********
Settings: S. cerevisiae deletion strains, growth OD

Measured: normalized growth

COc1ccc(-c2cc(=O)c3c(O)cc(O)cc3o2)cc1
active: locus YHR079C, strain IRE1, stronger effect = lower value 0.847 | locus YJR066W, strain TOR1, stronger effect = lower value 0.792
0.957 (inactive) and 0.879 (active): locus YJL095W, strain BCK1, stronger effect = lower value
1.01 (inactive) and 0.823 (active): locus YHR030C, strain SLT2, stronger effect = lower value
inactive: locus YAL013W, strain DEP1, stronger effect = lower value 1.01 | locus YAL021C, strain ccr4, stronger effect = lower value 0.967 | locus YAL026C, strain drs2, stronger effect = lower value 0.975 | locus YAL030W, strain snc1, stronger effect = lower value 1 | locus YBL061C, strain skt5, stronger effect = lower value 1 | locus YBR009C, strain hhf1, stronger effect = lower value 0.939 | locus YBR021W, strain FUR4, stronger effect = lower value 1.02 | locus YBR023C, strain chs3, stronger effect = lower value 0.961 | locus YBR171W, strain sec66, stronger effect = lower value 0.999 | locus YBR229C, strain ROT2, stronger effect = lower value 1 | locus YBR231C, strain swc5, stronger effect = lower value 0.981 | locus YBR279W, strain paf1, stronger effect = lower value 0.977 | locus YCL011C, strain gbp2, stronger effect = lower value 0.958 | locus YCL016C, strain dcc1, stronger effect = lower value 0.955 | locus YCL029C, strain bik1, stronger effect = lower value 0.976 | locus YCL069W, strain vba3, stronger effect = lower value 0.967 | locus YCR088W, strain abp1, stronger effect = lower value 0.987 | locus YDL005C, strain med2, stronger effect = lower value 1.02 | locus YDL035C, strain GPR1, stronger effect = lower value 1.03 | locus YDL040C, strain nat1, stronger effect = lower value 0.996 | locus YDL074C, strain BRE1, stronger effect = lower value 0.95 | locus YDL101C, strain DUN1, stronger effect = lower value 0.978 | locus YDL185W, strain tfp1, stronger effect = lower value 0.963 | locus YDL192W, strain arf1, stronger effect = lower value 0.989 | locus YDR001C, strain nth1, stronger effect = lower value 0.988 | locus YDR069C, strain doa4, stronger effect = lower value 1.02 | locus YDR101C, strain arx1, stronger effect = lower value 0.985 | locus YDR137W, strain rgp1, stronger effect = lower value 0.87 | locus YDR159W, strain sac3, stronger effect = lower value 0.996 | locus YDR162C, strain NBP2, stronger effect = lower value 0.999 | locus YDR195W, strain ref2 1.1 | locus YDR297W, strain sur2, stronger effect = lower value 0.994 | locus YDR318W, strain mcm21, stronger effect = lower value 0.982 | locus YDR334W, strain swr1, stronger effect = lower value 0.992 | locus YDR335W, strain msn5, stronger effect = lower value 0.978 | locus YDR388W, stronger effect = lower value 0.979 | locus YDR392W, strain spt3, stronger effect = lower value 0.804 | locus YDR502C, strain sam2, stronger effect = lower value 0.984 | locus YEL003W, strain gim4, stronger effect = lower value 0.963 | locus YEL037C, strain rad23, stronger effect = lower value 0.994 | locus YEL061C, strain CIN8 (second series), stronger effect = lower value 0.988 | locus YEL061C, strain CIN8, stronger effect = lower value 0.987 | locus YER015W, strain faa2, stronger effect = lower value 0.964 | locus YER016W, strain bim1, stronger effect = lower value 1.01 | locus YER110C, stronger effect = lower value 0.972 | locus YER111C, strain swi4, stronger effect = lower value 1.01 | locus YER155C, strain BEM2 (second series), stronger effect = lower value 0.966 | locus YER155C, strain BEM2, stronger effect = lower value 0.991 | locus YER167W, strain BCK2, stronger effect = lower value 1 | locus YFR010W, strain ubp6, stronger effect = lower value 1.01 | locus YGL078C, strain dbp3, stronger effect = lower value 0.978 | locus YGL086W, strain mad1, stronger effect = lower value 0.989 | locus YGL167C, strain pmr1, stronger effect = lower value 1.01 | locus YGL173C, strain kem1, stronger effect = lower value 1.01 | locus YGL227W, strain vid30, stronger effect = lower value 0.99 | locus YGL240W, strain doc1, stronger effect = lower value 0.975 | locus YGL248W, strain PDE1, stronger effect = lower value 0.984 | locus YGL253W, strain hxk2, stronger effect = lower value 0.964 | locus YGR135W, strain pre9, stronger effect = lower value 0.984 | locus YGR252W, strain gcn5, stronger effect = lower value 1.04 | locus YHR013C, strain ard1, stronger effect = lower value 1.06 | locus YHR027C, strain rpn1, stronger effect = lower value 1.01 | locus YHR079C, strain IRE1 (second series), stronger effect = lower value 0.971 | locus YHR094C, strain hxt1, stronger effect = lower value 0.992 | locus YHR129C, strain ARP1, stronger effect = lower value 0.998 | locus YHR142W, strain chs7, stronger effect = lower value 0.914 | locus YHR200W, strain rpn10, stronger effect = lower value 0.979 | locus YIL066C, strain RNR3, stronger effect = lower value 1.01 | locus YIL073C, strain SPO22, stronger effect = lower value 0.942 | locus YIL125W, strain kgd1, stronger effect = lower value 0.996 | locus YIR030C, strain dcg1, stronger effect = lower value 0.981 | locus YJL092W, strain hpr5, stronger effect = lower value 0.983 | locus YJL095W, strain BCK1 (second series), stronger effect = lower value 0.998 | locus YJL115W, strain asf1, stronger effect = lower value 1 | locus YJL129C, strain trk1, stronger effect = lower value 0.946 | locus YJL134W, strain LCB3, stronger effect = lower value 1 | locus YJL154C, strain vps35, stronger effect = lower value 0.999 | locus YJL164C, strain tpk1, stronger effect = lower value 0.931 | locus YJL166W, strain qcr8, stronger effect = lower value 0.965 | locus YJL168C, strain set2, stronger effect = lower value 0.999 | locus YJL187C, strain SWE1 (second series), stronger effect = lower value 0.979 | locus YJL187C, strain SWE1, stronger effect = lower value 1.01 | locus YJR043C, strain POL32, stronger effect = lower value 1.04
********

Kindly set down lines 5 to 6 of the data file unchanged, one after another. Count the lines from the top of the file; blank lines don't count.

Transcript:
0.957 (inactive) and 0.879 (active): locus YJL095W, strain BCK1, stronger effect = lower value
1.01 (inactive) and 0.823 (active): locus YHR030C, strain SLT2, stronger effect = lower value